Our lovely and comfortable home here on Earth is a long way away from the end of our solar system. Here on Earth concepts of boundaries involve rivers, lakes, mountains, human imposed borders, and so on. However, this is not how the limits of our solar system are established. There is not one point that defines the end, but there is definitely an end and it’s really far from here. Listen to the latest Question Your World Radio Report from the Science Museum of Virginia to learn more.
About 13 billion miles from home and well past all the other planets is an area known as the heliopause. This is the part of space where the solar winds, over a significant distance, slow down and are eventually stopped by the interstellar medium. Meaning this is as far as the impact of our sun can reach. This area is also the extent of our solar system, where the sun’s influence is gradually overcome by the stellar wind of particles from other stars.
The heliopause is so far away that we are only now getting real time data from the outskirts of our solar system courtesy of the Voyager 1 spacecraft. Traveling at a speed of nearly one million miles a day (912,000 miles per day to be exact) for the last thirty-five years, the Voyager 1 is finally approaching the heliopause. This cosmic explorer will become the first human made object to leave our solar system and remarkably, it still works!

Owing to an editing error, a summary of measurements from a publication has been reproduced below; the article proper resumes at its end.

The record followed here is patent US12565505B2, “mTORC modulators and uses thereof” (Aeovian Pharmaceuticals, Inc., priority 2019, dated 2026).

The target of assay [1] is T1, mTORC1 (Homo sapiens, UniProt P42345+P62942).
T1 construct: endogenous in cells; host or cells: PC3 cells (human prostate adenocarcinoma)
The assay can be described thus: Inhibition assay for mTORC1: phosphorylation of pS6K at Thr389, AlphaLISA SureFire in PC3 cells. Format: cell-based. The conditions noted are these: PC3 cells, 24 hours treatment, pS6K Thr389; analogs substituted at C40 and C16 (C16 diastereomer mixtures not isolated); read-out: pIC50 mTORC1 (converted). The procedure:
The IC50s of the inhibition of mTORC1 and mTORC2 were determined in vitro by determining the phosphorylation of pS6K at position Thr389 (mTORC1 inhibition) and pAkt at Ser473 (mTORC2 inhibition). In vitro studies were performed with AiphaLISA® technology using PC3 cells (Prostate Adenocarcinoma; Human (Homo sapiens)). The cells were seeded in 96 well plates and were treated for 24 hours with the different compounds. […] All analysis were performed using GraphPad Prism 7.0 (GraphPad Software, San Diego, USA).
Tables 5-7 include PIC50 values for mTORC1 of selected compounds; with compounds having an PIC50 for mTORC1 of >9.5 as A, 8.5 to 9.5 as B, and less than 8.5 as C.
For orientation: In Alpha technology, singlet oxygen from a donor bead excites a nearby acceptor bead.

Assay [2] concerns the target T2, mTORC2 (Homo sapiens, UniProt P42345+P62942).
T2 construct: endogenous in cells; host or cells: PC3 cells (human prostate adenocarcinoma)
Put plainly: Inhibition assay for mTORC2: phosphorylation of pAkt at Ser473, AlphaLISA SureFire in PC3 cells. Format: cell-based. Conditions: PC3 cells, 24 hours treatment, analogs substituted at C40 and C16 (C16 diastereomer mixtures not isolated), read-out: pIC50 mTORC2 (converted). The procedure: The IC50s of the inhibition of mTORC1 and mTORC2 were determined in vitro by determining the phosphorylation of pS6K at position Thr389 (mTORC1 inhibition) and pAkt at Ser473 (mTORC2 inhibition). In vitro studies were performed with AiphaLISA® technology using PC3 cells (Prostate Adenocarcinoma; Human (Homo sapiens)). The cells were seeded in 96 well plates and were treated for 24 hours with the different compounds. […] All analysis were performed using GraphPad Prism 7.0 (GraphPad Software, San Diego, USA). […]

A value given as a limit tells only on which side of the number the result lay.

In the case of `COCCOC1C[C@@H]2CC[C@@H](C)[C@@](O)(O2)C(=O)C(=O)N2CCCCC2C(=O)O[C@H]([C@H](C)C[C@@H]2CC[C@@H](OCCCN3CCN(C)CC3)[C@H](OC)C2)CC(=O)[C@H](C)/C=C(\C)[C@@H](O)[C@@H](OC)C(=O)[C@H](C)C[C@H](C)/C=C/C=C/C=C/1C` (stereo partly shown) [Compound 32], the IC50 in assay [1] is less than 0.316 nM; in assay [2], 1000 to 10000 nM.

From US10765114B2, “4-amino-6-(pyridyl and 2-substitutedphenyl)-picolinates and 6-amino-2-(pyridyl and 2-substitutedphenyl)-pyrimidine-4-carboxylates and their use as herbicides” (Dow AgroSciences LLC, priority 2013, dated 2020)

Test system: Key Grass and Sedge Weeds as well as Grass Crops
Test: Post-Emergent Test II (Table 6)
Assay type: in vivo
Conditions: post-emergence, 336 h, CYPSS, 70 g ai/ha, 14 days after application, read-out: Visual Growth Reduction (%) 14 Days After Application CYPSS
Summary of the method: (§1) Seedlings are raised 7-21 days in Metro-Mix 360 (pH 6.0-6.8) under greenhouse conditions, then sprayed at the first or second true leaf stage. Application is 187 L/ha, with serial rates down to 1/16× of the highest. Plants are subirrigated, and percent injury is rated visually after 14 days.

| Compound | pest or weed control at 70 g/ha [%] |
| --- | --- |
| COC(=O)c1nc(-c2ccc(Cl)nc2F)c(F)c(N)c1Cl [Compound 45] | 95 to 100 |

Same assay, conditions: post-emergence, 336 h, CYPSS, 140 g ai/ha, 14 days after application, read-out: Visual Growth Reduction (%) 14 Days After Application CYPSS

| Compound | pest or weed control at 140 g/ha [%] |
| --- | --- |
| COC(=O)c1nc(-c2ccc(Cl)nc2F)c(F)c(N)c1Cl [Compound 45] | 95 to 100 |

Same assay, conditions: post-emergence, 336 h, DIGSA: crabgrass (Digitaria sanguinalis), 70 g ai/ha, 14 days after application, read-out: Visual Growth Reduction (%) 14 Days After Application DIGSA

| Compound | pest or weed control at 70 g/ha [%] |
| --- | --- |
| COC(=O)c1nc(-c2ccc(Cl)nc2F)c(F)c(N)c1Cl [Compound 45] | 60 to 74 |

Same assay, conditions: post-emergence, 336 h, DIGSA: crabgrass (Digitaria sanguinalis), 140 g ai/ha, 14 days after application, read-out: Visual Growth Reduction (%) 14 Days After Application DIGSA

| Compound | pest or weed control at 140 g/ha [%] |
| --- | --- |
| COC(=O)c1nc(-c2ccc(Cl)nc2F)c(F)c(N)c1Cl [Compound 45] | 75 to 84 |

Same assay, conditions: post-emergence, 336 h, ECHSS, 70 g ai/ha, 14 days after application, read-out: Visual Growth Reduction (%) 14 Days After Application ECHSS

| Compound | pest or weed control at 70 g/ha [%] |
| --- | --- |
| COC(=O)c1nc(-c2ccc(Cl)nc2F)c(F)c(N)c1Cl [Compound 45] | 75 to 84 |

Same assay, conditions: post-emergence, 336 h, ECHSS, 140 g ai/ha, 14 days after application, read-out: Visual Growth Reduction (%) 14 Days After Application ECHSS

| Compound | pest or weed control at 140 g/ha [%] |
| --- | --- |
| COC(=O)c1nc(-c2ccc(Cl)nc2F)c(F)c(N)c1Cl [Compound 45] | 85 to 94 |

The Voyager spacecrafts were launched in 1977 to gather more data on our solar system and then to continue to travel beyond the heliopause into the vastness of space. So, when will Voyager 1 reach another stellar system? Well, not for a while. In 40,000 years our then-power depleted spacecraft will be about 1.4 light years (8.23 TRILLION miles) away from its closest star. The spacecrafts have been loaded with plenty of analog data should they end up finding their way into the hands (or whatever appendages) of other beings way out there.
So, even at that amazing speed it will take a long time (huge understatement) for it to reach another stellar system. After all it took nearly thirty-five years just to approach the edge of our own cosmic neighborhood. Don’t forget, there’s a lot of space in space.
Article by Prabir Mehta, Science Museum of Virginia